Monday, October 29, 2007

"As Basic As It Gets" - Dodd Announces Opposition to Mukasey as Attorney General

Days Until Bush Leaves Office = 448

In a conference call with reporters earlier today, Senator and presidential candidate Chris Dodd elaborated on his announcement that he will oppose confirmation of Michael Mukasey to be the next Attorney General of the United States.

Citing testimony by Mukasey, a former federal judge, that seems to defend the idea that a president is free to disregard federal statutes when acting in the capacity of Commander in Chief, Dodd said, "That's about as basic as it gets. [As president] you must obey the law. Everyone must." Dodd continued that the idea that presidential powers supersede those of Congress and the courts is "a continuation of the Alberto Gonzales mentality at the Justice Department...we are a nation of laws, and not [of] men."

Dodd's comments today go beyond the concerns raised by all the Democratic members of the Senate Judiciary Committee earlier this month over Mukasey's vague replies regarding the legality of waterboarding and other coercive interrogation techniques (yes, as a nation we now employ an entire suite of horrific interrogation methods; how nice for us) and go to more fundamental issues about whether Mukasey, as the country's chief law enforcement officer, would uphold the rule of law over presidential fiat.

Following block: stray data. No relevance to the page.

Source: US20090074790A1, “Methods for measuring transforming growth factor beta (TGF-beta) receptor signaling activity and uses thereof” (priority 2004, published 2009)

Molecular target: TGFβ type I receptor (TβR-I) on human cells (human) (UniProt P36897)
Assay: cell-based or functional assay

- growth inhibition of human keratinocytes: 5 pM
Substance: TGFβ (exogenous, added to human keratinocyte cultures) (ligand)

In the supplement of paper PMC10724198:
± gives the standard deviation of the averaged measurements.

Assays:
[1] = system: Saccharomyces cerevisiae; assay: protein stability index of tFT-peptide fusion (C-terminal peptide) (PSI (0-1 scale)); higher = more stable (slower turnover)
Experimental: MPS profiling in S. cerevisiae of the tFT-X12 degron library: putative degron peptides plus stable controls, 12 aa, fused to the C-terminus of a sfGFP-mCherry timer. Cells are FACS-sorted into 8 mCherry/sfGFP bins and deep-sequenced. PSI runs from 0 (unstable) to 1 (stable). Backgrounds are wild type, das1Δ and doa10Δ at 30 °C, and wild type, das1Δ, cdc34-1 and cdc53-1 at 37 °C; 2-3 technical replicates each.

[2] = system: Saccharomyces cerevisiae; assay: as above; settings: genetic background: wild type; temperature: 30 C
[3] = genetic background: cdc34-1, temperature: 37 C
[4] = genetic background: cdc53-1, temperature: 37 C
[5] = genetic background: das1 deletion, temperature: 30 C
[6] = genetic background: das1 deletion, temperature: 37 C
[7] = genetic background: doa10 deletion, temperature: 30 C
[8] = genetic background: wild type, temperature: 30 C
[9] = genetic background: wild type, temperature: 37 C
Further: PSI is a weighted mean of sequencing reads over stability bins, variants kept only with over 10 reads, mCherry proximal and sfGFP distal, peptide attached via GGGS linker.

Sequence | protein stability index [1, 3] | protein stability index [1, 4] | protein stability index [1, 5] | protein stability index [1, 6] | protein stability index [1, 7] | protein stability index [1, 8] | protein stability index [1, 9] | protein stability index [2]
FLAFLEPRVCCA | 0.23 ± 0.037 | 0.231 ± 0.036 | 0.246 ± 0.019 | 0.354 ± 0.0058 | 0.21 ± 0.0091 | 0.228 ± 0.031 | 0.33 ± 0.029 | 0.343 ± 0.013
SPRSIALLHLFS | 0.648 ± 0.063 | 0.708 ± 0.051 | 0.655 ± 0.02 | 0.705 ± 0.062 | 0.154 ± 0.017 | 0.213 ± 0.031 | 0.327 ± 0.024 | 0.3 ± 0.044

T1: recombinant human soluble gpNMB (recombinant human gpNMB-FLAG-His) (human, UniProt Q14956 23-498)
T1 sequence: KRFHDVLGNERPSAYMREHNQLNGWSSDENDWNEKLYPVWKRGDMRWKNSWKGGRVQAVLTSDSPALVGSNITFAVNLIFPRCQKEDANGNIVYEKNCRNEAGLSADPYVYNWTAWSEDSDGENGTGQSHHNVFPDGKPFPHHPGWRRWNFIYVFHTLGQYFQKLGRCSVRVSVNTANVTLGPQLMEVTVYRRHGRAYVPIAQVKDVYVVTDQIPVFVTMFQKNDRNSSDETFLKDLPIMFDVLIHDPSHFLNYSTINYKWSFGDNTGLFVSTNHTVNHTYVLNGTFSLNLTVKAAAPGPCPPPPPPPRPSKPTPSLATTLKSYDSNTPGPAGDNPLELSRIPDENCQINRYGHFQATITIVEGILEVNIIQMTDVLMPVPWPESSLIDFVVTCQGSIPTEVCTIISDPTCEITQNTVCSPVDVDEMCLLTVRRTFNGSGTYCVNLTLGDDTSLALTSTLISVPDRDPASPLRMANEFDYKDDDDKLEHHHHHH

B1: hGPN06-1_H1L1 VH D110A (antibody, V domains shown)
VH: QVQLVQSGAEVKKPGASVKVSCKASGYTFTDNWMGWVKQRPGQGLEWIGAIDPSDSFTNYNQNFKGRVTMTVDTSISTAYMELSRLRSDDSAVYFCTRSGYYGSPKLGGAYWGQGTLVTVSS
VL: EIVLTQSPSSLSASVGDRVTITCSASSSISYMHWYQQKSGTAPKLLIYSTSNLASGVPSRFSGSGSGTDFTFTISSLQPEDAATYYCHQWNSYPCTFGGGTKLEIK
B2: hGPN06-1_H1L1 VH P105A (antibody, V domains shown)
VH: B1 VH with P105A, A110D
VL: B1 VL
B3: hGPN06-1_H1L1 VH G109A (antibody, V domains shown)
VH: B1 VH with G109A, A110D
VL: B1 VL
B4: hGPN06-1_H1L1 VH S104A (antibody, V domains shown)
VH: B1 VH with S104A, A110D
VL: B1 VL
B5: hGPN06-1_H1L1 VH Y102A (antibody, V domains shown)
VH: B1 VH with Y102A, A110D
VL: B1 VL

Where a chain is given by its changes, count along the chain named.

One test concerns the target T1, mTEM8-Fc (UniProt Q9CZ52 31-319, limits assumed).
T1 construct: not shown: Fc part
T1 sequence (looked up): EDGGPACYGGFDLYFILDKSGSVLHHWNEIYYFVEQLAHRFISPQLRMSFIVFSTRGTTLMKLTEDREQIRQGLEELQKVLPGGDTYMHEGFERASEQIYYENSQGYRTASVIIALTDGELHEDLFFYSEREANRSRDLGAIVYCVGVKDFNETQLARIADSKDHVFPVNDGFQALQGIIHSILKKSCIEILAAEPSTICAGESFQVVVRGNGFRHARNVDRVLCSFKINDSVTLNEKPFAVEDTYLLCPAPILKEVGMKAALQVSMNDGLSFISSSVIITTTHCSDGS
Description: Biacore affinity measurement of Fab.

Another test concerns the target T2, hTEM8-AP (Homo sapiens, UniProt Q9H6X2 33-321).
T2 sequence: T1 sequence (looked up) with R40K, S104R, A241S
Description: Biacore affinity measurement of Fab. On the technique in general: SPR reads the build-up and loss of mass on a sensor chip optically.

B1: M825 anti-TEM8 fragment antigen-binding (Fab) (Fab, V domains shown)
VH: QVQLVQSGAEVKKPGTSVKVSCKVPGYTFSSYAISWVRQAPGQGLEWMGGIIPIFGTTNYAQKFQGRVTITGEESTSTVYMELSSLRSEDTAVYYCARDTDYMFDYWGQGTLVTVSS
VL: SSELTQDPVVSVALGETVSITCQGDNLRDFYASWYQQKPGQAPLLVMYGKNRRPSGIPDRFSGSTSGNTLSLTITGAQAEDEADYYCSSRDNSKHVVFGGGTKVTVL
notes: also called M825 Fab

In my view, Dodd is right in opposing this nomination, or the nomination of anyone who feels that laws passed by Congress can be ignored whenever a president says he (or she) is breaking those laws in pursuit of the national security. As a nation, we have already gone so far down that rabbit hole that restoring the Constitution is actually in play as an issue in the presidential campaign. Confirming Mukasey as attorney general would only compound and reinforce this trend, and I commend Chris Dodd for getting out in front on this issue. It really is, as Dodd said today, as basic as it gets.

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